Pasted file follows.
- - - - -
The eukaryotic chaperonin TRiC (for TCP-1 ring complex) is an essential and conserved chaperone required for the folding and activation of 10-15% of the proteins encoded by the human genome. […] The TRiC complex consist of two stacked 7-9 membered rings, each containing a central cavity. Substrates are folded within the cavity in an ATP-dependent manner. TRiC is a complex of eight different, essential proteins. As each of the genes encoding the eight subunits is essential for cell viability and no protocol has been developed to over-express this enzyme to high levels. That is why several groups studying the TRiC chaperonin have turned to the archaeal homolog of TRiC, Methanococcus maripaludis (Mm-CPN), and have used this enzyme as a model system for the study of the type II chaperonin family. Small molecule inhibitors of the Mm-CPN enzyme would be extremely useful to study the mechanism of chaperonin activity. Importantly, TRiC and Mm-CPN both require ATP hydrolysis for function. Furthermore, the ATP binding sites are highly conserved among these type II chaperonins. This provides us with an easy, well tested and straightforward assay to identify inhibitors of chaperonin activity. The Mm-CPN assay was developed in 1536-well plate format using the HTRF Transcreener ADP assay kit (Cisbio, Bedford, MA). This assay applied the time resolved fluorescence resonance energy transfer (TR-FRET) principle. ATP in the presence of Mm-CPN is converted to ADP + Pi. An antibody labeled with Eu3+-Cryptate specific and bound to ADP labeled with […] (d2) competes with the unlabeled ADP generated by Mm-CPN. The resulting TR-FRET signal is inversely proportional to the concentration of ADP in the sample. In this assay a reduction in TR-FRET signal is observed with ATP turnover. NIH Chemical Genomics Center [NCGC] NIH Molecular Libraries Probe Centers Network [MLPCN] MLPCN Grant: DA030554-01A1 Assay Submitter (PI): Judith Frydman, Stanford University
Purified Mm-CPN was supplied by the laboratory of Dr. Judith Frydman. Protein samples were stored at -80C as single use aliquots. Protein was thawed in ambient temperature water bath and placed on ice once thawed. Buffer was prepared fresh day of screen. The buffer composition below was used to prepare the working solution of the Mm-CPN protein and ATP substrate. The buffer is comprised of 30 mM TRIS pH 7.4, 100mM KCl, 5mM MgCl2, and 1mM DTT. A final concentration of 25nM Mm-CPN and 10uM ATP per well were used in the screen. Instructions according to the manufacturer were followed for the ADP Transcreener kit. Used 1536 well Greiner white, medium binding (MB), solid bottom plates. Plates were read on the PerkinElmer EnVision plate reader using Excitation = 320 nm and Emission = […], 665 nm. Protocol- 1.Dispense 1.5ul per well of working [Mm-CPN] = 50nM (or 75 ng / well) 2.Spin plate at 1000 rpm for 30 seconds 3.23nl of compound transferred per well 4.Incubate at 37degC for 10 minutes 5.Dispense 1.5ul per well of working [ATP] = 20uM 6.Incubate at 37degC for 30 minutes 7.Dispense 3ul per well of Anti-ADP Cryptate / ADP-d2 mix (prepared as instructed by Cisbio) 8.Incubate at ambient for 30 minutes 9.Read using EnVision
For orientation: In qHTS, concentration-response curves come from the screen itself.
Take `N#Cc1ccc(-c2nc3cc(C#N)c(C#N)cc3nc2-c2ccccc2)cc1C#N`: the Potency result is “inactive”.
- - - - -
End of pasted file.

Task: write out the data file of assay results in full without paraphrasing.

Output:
The eukaryotic chaperonin TRiC (for TCP-1 ring complex) is an essential and conserved chaperone required for the folding and activation of 10-15% of the proteins encoded by the human genome. […] The TRiC complex consist of two stacked 7-9 membered rings, each containing a central cavity. Substrates are folded within the cavity in an ATP-dependent manner. TRiC is a complex of eight different, essential proteins. As each of the genes encoding the eight subunits is essential for cell viability and no protocol has been developed to over-express this enzyme to high levels. That is why several groups studying the TRiC chaperonin have turned to the archaeal homolog of TRiC, Methanococcus maripaludis (Mm-CPN), and have used this enzyme as a model system for the study of the type II chaperonin family. Small molecule inhibitors of the Mm-CPN enzyme would be extremely useful to study the mechanism of chaperonin activity. Importantly, TRiC and Mm-CPN both require ATP hydrolysis for function. Furthermore, the ATP binding sites are highly conserved among these type II chaperonins. This provides us with an easy, well tested and straightforward assay to identify inhibitors of chaperonin activity. The Mm-CPN assay was developed in 1536-well plate format using the HTRF Transcreener ADP assay kit (Cisbio, Bedford, MA). This assay applied the time resolved fluorescence resonance energy transfer (TR-FRET) principle. ATP in the presence of Mm-CPN is converted to ADP + Pi. An antibody labeled with Eu3+-Cryptate specific and bound to ADP labeled with […] (d2) competes with the unlabeled ADP generated by Mm-CPN. The resulting TR-FRET signal is inversely proportional to the concentration of ADP in the sample. In this assay a reduction in TR-FRET signal is observed with ATP turnover. NIH Chemical Genomics Center [NCGC] NIH Molecular Libraries Probe Centers Network [MLPCN] MLPCN Grant: DA030554-01A1 Assay Submitter (PI): Judith Frydman, Stanford University
Purified Mm-CPN was supplied by the laboratory of Dr. Judith Frydman. Protein samples were stored at -80C as single use aliquots. Protein was thawed in ambient temperature water bath and placed on ice once thawed. Buffer was prepared fresh day of screen. The buffer composition below was used to prepare the working solution of the Mm-CPN protein and ATP substrate. The buffer is comprised of 30 mM TRIS pH 7.4, 100mM KCl, 5mM MgCl2, and 1mM DTT. A final concentration of 25nM Mm-CPN and 10uM ATP per well were used in the screen. Instructions according to the manufacturer were followed for the ADP Transcreener kit. Used 1536 well Greiner white, medium binding (MB), solid bottom plates. Plates were read on the PerkinElmer EnVision plate reader using Excitation = 320 nm and Emission = […], 665 nm. Protocol- 1.Dispense 1.5ul per well of working [Mm-CPN] = 50nM (or 75 ng / well) 2.Spin plate at 1000 rpm for 30 seconds 3.23nl of compound transferred per well 4.Incubate at 37degC for 10 minutes 5.Dispense 1.5ul per well of working [ATP] = 20uM 6.Incubate at 37degC for 30 minutes 7.Dispense 3ul per well of Anti-ADP Cryptate / ADP-d2 mix (prepared as instructed by Cisbio) 8.Incubate at ambient for 30 minutes 9.Read using EnVision
For orientation: In qHTS, concentration-response curves come from the screen itself.
Take `N#Cc1ccc(-c2nc3cc(C#N)c(C#N)cc3nc2-c2ccccc2)cc1C#N`: the Potency result is “inactive”.